todo

  • check out some existing implementations (difficulty: 3, importance: 7)
    • wavesurfer/snack/etropic xwaves,
    • praat,
    • Sandra Gilaberts thesis,
    • matlab speech tools, and
    • Rabiner's notes
    • Xavier's chapter 10 in DAFX
  • figure out how to create a processing (difficulty: 5, importance: 10 )
  • implement best candidate from above existing implementations (difficulty: 7, importance: 10)
    • get something working as soon as possible and submit it for review
    • do detailed review of David's vowel synth code.

notes

In the past two weeks I've refreshed my knowledge about the basics of the LPC method for formant extraction. The books that I've looked into are Rabiner and Juang, Quatieri, Xavier's chapter in DAFX, and "Speech Processing and Synthesis Toolboxes" by D.G. Childers. The last reference was one that I found in the bookshelf at my lab and it turned out to be the most helpful (chapter 5 on linear prediction). The main part that was hard to dig out of the other books what was the relation between the LPC coefficients and the formant bandwidths. I mainly focused on understanding the LPC model in detail, but reading ch. 10 in DAFX gave me some other ideas that start with the fft instead of LPC/autocorrelation. Another idea is to have a complementary processing that uses a tube model to synthesize vowels (since the LPC formant extraction is based on a tube model interpretation of the vocal tract). Sandra Gilabert's thesis was helpful, but it would have been more helpful in English :) It didn't go into the formant bandwidth measurement, like many of the other books I looked at. This turned out to be fairly simple (probably intuitive to those who have a strong signal processing background). The frequency of the formant is of course the arg of the complex conjugate LPC pole location (times 1/2*pi*samplingPeriod to convert to Hz) and the bandwidth is the absolute log of the LPC magnitude (times 1/pi*samplingPeriod). I'd like to post a full derivation of all this stuff on the blog/rss feed so check back later if you're interested...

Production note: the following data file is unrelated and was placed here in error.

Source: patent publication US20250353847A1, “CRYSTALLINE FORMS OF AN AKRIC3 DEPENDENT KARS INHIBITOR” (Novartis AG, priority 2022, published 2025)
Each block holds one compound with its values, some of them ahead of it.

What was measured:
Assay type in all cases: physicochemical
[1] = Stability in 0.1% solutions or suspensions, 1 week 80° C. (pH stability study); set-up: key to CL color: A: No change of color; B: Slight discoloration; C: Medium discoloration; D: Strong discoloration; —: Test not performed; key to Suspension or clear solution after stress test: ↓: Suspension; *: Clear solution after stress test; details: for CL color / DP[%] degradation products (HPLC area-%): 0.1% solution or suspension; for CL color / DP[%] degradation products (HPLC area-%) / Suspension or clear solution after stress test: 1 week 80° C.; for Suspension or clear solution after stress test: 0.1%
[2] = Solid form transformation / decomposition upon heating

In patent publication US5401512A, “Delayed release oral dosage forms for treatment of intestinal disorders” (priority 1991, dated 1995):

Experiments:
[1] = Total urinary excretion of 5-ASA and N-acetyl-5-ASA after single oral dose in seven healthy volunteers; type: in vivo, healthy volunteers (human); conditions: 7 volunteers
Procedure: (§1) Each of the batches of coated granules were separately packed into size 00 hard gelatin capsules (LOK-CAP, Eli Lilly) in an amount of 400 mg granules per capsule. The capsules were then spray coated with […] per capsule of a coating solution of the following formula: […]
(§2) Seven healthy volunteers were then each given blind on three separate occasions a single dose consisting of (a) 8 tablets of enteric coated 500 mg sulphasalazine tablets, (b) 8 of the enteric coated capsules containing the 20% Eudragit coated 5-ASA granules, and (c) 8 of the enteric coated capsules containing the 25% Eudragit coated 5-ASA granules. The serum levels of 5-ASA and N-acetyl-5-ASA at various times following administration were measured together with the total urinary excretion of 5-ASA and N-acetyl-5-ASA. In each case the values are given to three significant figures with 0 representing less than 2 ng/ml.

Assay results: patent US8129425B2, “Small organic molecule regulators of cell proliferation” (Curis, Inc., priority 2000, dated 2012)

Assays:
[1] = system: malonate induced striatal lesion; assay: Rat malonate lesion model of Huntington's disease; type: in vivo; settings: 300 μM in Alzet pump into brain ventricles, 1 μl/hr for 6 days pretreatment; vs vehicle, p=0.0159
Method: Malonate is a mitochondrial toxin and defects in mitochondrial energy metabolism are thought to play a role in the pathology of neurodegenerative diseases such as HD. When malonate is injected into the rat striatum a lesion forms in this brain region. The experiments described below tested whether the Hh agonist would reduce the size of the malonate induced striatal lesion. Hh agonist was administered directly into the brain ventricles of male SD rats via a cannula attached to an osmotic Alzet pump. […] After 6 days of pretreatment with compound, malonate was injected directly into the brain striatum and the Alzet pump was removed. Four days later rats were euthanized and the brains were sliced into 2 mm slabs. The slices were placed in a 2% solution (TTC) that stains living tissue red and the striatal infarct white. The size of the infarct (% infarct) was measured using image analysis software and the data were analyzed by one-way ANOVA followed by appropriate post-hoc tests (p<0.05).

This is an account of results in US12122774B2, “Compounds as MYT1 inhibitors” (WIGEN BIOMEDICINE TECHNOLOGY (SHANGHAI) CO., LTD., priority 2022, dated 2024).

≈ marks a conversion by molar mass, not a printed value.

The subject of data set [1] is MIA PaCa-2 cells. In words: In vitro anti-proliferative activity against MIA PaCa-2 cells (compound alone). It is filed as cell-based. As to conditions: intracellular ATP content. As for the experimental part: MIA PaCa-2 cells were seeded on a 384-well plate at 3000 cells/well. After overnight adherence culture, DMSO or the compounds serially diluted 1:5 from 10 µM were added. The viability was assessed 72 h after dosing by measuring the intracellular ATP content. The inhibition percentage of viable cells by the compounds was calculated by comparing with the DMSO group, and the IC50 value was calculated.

The example programs (trunk/CLAM/examples) helped a lot getting started, esp the LPCAnalysis_example. I guess this hasn't been ported to qt4 yet but I think it should provide a good starting point to get the formant locations/bandwidths.

I got a standalone program that reads an audio file and performs lpc working by figure out the DYN_ATTRIBUTE way of accessing the LPC coefficients and then printing the lpc coefficients. To actually get the formants, I'll need to get the complex roots of the equation defined by these coefficients (I think...).

Week 3-4 (Jun 11 to Jun 25)

I was able to get an initial program to extract the LPC coefficients from a wave file. To accomplish the goal of formant extraction, I still need to get the complex roots of the coefficients in order to get the formant locations and bandwidths, so this will be my primary goal for the next two weeks. It involves a knowledge goal of verifying that I'm correct with these ideas about the LPC and then figuring out how to get the roots. Then I should program it into my simple initial program. After I'll verify that the formants match the output of some accepted program (wavesurfer/snack) and perhaps put the formant extraction (or maybe just the lpc root extraction) into the CLAM::LPModel class. Further goals are to add tracking and smoothing and to integrate it with the network editor and annotator.

To do

  • finish the formant extraction:
    • figure out how to get roots
    • tracking and smoothing
  • figure out incorporation into clam applications
    • Network Editor
    • Annotator
    • do I need a special visualization for formants? (ideally a scrolling window)

Notes